Objective: To assess whether adoption of the patient-centered medical home (PCMH) reduces emergency department (ED) utilization among patients with and without chronic illness.
Data sources: Data from approximately 460,000 Independence Blue Cross patients enrolled in 280 primary care practices, all converting to PCMH status between 2008 and 2012.
Research design: We estimate the effect of a practice becoming PCMH-certified on ED visits and costs using a difference-in-differences approach which exploits variation in the timing of PCMH certification, employing either practice or patient fixed effects. We analyzed patients with and without chronic illness across six chronic illness categories.
Principal findings: Among chronically ill patients, transition to PCMH status was associated with 5-8 percent reductions in ED utilization. This finding was robust to a number of specifications, including analyzing avoidable and weekend ED visits alone. The largest reductions in ED visits are concentrated among chronic patients with diabetes and hypertension.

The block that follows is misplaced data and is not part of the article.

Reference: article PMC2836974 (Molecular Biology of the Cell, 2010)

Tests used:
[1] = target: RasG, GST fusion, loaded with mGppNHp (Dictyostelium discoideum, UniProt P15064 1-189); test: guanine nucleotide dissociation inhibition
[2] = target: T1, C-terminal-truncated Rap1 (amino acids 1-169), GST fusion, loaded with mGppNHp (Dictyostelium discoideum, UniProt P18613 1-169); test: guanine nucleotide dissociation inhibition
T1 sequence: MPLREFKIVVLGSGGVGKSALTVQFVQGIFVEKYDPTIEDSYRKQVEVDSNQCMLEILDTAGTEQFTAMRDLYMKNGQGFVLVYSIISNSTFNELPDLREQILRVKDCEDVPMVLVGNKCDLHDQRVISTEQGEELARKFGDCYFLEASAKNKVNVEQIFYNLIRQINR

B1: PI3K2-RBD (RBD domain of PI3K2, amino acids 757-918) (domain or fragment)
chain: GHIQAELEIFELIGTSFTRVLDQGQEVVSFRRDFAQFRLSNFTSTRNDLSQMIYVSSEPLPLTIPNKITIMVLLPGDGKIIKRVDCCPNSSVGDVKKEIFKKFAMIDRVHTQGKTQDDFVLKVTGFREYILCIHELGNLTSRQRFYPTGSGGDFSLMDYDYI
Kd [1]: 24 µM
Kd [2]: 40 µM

Conclusions: Adoption of the PCMH model was associated with lower ED utilization for chronically ill patients, but not for those without chronic illness. The effectiveness of the PCMH model varies by chronic condition. Analysis of weekend and avoidable ED visits suggests that reductions in ED utilization stem from better management of chronic illness rather than expanding access to primary care clinics.
Keywords: Patient-centered medical home; chronic illness; emergency department.
© Health Research and Educational Trust.